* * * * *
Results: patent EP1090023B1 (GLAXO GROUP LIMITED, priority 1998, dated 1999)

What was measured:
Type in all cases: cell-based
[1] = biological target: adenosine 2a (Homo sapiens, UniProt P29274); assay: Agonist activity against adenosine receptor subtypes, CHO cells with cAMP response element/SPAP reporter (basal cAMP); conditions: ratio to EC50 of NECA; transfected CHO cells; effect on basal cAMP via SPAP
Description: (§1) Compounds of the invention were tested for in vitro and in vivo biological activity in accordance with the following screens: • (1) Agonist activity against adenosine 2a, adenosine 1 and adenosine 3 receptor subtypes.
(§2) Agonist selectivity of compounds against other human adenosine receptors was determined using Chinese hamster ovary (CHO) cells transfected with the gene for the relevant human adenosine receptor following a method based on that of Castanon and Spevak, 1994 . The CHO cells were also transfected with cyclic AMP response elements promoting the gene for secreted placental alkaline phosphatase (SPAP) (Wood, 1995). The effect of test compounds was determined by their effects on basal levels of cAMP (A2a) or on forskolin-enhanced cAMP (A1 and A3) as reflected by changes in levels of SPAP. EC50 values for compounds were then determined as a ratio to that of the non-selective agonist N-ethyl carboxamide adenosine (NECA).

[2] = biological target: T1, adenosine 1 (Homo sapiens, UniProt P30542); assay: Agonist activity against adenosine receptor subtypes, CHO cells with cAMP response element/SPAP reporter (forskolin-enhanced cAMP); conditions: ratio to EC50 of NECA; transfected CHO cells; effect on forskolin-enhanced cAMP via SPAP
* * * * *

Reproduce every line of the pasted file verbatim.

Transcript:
Results: patent EP1090023B1 (GLAXO GROUP LIMITED, priority 1998, dated 1999)

What was measured:
Type in all cases: cell-based
[1] = biological target: adenosine 2a (Homo sapiens, UniProt P29274); assay: Agonist activity against adenosine receptor subtypes, CHO cells with cAMP response element/SPAP reporter (basal cAMP); conditions: ratio to EC50 of NECA; transfected CHO cells; effect on basal cAMP via SPAP
Description: (§1) Compounds of the invention were tested for in vitro and in vivo biological activity in accordance with the following screens: • (1) Agonist activity against adenosine 2a, adenosine 1 and adenosine 3 receptor subtypes.
(§2) Agonist selectivity of compounds against other human adenosine receptors was determined using Chinese hamster ovary (CHO) cells transfected with the gene for the relevant human adenosine receptor following a method based on that of Castanon and Spevak, 1994 . The CHO cells were also transfected with cyclic AMP response elements promoting the gene for secreted placental alkaline phosphatase (SPAP) (Wood, 1995). The effect of test compounds was determined by their effects on basal levels of cAMP (A2a) or on forskolin-enhanced cAMP (A1 and A3) as reflected by changes in levels of SPAP. EC50 values for compounds were then determined as a ratio to that of the non-selective agonist N-ethyl carboxamide adenosine (NECA).

[2] = biological target: T1, adenosine 1 (Homo sapiens, UniProt P30542); assay: Agonist activity against adenosine receptor subtypes, CHO cells with cAMP response element/SPAP reporter (forskolin-enhanced cAMP); conditions: ratio to EC50 of NECA; transfected CHO cells; effect on forskolin-enhanced cAMP via SPAP